What Does Tulsi Gabbard Believe? - 2017-10-30
Gabbard recalls her childhood as lively and freewheeling: she excelled at martial arts and developed a passion for gardening; she was a serious reader, encouraged by her parents. But a number of Butler's former disciples recall a harsher, more authoritarian atmosphere. Defectors tell stories of children discouraged by Butler from attending secular schools; of followers forbidden to speak publicly about the group; of returning travellers quarantined for days, lest they transmit a contagious disease to Butler; of devotees lying prostrate whenever he entered the room, or adding bits of his nail clippings to their food, or eating spoonfuls of sand that he had walked upon. Some former members portray themselves as survivors of an abusive cult. Butler denies these reports, and Gabbard says that she finds them hard to credit. "I've never heard him say anything hateful, or say anything mean about anybody," she says of Butler. "I can speak to my own personal experience and, frankly, my gratitude to him, for the gift of this wonderful spiritual practice that he has given to me, and to so many people."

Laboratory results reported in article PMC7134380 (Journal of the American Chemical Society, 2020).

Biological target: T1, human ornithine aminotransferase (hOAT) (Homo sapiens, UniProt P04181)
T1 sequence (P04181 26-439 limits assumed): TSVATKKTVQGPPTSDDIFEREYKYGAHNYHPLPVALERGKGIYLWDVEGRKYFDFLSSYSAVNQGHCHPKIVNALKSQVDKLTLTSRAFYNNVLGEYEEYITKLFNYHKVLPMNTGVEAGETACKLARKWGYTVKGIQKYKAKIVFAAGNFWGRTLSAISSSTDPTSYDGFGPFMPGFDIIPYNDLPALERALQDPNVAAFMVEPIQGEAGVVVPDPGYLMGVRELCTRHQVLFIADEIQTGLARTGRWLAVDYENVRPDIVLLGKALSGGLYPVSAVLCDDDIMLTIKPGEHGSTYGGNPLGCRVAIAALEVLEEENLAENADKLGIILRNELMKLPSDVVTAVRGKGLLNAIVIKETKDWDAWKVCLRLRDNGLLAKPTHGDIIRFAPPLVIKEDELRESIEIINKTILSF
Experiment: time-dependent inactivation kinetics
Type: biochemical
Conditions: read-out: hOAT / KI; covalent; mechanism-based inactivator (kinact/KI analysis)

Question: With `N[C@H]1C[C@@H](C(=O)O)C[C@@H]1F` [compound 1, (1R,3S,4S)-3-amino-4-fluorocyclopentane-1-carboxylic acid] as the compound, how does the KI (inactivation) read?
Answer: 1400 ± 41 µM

A number of those people have businesses. One of Butler's followers is Wai Lana, a yoga entrepreneur who is also his wife. Her company, which produces yoga videos, has helped fund the Science of Identity Foundation. Another person who seems to be a follower is Joseph Bismark, the co-founder of a global multilevel-marketing company called QNET, whose products include a small disk meant to protect users from "the harmful effects of electrosmog." (A decade ago, Indonesian police, alerted by Interpol, reportedly arrested Bismark on charges of fraud; the charges were eventually withdrawn.)